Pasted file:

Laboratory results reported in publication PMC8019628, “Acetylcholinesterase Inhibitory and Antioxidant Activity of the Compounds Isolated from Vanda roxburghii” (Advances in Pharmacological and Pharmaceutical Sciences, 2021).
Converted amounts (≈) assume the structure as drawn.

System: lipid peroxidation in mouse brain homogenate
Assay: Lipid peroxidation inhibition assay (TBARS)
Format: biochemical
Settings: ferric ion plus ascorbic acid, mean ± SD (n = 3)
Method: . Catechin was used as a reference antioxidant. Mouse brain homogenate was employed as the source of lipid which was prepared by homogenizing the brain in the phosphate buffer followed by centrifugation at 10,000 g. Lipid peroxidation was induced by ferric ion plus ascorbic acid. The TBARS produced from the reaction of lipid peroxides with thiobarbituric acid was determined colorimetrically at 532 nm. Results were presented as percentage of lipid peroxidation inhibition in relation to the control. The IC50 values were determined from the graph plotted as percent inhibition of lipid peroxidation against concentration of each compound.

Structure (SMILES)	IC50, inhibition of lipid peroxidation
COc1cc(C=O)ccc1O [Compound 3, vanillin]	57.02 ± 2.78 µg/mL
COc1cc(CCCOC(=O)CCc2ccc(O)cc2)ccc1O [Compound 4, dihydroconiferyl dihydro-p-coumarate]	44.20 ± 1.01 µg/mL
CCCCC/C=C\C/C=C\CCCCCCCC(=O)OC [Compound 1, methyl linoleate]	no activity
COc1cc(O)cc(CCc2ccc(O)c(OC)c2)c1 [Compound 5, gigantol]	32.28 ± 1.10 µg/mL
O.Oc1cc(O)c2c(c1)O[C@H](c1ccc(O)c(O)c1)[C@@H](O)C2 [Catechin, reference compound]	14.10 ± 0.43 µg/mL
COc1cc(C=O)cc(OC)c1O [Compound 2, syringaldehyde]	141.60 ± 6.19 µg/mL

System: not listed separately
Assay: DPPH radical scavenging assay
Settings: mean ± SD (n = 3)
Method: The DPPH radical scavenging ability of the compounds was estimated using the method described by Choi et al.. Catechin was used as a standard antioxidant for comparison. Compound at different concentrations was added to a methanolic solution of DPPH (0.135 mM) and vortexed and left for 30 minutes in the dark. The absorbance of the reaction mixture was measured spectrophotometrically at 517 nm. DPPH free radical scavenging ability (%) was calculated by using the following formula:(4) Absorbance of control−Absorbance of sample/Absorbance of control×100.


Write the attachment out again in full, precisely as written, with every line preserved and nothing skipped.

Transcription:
Laboratory results reported in publication PMC8019628, “Acetylcholinesterase Inhibitory and Antioxidant Activity of the Compounds Isolated from Vanda roxburghii” (Advances in Pharmacological and Pharmaceutical Sciences, 2021).
Converted amounts (≈) assume the structure as drawn.

System: lipid peroxidation in mouse brain homogenate
Assay: Lipid peroxidation inhibition assay (TBARS)
Format: biochemical
Settings: ferric ion plus ascorbic acid, mean ± SD (n = 3)
Method: . Catechin was used as a reference antioxidant. Mouse brain homogenate was employed as the source of lipid which was prepared by homogenizing the brain in the phosphate buffer followed by centrifugation at 10,000 g. Lipid peroxidation was induced by ferric ion plus ascorbic acid. The TBARS produced from the reaction of lipid peroxides with thiobarbituric acid was determined colorimetrically at 532 nm. Results were presented as percentage of lipid peroxidation inhibition in relation to the control. The IC50 values were determined from the graph plotted as percent inhibition of lipid peroxidation against concentration of each compound.

Structure (SMILES)	IC50, inhibition of lipid peroxidation
COc1cc(C=O)ccc1O [Compound 3, vanillin]	57.02 ± 2.78 µg/mL
COc1cc(CCCOC(=O)CCc2ccc(O)cc2)ccc1O [Compound 4, dihydroconiferyl dihydro-p-coumarate]	44.20 ± 1.01 µg/mL
CCCCC/C=C\C/C=C\CCCCCCCC(=O)OC [Compound 1, methyl linoleate]	no activity
COc1cc(O)cc(CCc2ccc(O)c(OC)c2)c1 [Compound 5, gigantol]	32.28 ± 1.10 µg/mL
O.Oc1cc(O)c2c(c1)O[C@H](c1ccc(O)c(O)c1)[C@@H](O)C2 [Catechin, reference compound]	14.10 ± 0.43 µg/mL
COc1cc(C=O)cc(OC)c1O [Compound 2, syringaldehyde]	141.60 ± 6.19 µg/mL

System: not listed separately
Assay: DPPH radical scavenging assay
Settings: mean ± SD (n = 3)
Method: The DPPH radical scavenging ability of the compounds was estimated using the method described by Choi et al.. Catechin was used as a standard antioxidant for comparison. Compound at different concentrations was added to a methanolic solution of DPPH (0.135 mM) and vortexed and left for 30 minutes in the dark. The absorbance of the reaction mixture was measured spectrophotometrically at 517 nm. DPPH free radical scavenging ability (%) was calculated by using the following formula:(4) Absorbance of control−Absorbance of sample/Absorbance of control×100.